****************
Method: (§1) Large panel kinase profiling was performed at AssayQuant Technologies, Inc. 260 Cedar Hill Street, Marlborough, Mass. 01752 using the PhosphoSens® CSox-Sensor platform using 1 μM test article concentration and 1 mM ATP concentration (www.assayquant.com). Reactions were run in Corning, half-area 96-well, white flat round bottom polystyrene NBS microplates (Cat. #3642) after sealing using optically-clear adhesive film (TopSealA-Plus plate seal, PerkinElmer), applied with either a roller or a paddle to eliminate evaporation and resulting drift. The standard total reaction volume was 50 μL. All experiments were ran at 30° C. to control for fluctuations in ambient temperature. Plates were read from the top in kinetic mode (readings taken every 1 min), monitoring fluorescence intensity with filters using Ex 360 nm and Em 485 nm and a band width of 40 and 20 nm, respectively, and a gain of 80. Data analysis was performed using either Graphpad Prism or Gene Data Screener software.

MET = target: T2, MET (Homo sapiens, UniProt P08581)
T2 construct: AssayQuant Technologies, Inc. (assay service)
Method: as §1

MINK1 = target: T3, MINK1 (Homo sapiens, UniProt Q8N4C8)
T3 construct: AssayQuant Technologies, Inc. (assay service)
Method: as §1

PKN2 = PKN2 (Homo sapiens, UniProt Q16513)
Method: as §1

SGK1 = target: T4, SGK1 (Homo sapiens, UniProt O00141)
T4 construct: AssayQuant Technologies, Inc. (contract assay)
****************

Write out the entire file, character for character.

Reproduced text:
Method: (§1) Large panel kinase profiling was performed at AssayQuant Technologies, Inc. 260 Cedar Hill Street, Marlborough, Mass. 01752 using the PhosphoSens® CSox-Sensor platform using 1 μM test article concentration and 1 mM ATP concentration (www.assayquant.com). Reactions were run in Corning, half-area 96-well, white flat round bottom polystyrene NBS microplates (Cat. #3642) after sealing using optically-clear adhesive film (TopSealA-Plus plate seal, PerkinElmer), applied with either a roller or a paddle to eliminate evaporation and resulting drift. The standard total reaction volume was 50 μL. All experiments were ran at 30° C. to control for fluctuations in ambient temperature. Plates were read from the top in kinetic mode (readings taken every 1 min), monitoring fluorescence intensity with filters using Ex 360 nm and Em 485 nm and a band width of 40 and 20 nm, respectively, and a gain of 80. Data analysis was performed using either Graphpad Prism or Gene Data Screener software.

MET = target: T2, MET (Homo sapiens, UniProt P08581)
T2 construct: AssayQuant Technologies, Inc. (assay service)
Method: as §1

MINK1 = target: T3, MINK1 (Homo sapiens, UniProt Q8N4C8)
T3 construct: AssayQuant Technologies, Inc. (assay service)
Method: as §1

PKN2 = PKN2 (Homo sapiens, UniProt Q16513)
Method: as §1

SGK1 = target: T4, SGK1 (Homo sapiens, UniProt O00141)
T4 construct: AssayQuant Technologies, Inc. (contract assay)